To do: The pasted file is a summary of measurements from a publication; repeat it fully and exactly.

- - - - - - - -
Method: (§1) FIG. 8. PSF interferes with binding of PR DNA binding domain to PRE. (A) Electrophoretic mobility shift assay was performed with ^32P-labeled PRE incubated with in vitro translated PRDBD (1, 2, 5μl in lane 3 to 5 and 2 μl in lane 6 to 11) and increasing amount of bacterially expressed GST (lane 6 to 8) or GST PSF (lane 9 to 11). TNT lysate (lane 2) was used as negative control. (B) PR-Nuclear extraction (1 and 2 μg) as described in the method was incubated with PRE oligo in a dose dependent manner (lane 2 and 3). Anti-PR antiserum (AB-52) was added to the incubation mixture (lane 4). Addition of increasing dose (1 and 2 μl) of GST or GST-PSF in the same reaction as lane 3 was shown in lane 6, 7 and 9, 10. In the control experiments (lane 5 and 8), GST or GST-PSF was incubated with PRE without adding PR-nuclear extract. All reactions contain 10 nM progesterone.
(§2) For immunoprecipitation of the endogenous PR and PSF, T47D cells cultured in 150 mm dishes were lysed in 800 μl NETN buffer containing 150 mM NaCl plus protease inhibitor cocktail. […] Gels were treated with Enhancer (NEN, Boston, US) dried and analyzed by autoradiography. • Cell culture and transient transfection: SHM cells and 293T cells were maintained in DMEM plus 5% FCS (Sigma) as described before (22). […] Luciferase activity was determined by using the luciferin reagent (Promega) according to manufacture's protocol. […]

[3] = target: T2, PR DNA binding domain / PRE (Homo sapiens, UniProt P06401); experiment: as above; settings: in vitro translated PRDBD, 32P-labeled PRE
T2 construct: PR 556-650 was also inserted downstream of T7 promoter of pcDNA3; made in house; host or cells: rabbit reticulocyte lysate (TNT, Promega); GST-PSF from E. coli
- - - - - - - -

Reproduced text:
Method: (§1) FIG. 8. PSF interferes with binding of PR DNA binding domain to PRE. (A) Electrophoretic mobility shift assay was performed with ^32P-labeled PRE incubated with in vitro translated PRDBD (1, 2, 5μl in lane 3 to 5 and 2 μl in lane 6 to 11) and increasing amount of bacterially expressed GST (lane 6 to 8) or GST PSF (lane 9 to 11). TNT lysate (lane 2) was used as negative control. (B) PR-Nuclear extraction (1 and 2 μg) as described in the method was incubated with PRE oligo in a dose dependent manner (lane 2 and 3). Anti-PR antiserum (AB-52) was added to the incubation mixture (lane 4). Addition of increasing dose (1 and 2 μl) of GST or GST-PSF in the same reaction as lane 3 was shown in lane 6, 7 and 9, 10. In the control experiments (lane 5 and 8), GST or GST-PSF was incubated with PRE without adding PR-nuclear extract. All reactions contain 10 nM progesterone.
(§2) For immunoprecipitation of the endogenous PR and PSF, T47D cells cultured in 150 mm dishes were lysed in 800 μl NETN buffer containing 150 mM NaCl plus protease inhibitor cocktail. […] Gels were treated with Enhancer (NEN, Boston, US) dried and analyzed by autoradiography. • Cell culture and transient transfection: SHM cells and 293T cells were maintained in DMEM plus 5% FCS (Sigma) as described before (22). […] Luciferase activity was determined by using the luciferin reagent (Promega) according to manufacture's protocol. […]

[3] = target: T2, PR DNA binding domain / PRE (Homo sapiens, UniProt P06401); experiment: as above; settings: in vitro translated PRDBD, 32P-labeled PRE
T2 construct: PR 556-650 was also inserted downstream of T7 promoter of pcDNA3; made in house; host or cells: rabbit reticulocyte lysate (TNT, Promega); GST-PSF from E. coli